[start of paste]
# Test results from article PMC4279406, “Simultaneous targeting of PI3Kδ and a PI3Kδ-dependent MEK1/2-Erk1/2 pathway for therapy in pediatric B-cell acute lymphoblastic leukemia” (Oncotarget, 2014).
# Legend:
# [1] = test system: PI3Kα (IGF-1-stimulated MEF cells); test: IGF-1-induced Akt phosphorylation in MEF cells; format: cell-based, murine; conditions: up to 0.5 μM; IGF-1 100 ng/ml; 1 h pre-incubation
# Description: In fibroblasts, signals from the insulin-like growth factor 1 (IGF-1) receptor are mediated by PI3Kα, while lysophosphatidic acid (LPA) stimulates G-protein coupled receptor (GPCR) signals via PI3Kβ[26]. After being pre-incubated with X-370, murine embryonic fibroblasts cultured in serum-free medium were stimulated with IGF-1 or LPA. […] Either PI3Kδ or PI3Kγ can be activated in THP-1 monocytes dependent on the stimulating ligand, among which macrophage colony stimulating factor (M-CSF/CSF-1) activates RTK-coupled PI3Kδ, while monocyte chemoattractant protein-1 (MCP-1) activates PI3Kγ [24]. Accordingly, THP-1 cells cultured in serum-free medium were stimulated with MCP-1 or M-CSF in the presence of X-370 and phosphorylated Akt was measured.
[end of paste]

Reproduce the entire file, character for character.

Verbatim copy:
# Test results from article PMC4279406, “Simultaneous targeting of PI3Kδ and a PI3Kδ-dependent MEK1/2-Erk1/2 pathway for therapy in pediatric B-cell acute lymphoblastic leukemia” (Oncotarget, 2014).
# Legend:
# [1] = test system: PI3Kα (IGF-1-stimulated MEF cells); test: IGF-1-induced Akt phosphorylation in MEF cells; format: cell-based, murine; conditions: up to 0.5 μM; IGF-1 100 ng/ml; 1 h pre-incubation
# Description: In fibroblasts, signals from the insulin-like growth factor 1 (IGF-1) receptor are mediated by PI3Kα, while lysophosphatidic acid (LPA) stimulates G-protein coupled receptor (GPCR) signals via PI3Kβ[26]. After being pre-incubated with X-370, murine embryonic fibroblasts cultured in serum-free medium were stimulated with IGF-1 or LPA. […] Either PI3Kδ or PI3Kγ can be activated in THP-1 monocytes dependent on the stimulating ligand, among which macrophage colony stimulating factor (M-CSF/CSF-1) activates RTK-coupled PI3Kδ, while monocyte chemoattractant protein-1 (MCP-1) activates PI3Kγ [24]. Accordingly, THP-1 cells cultured in serum-free medium were stimulated with MCP-1 or M-CSF in the presence of X-370 and phosphorylated Akt was measured.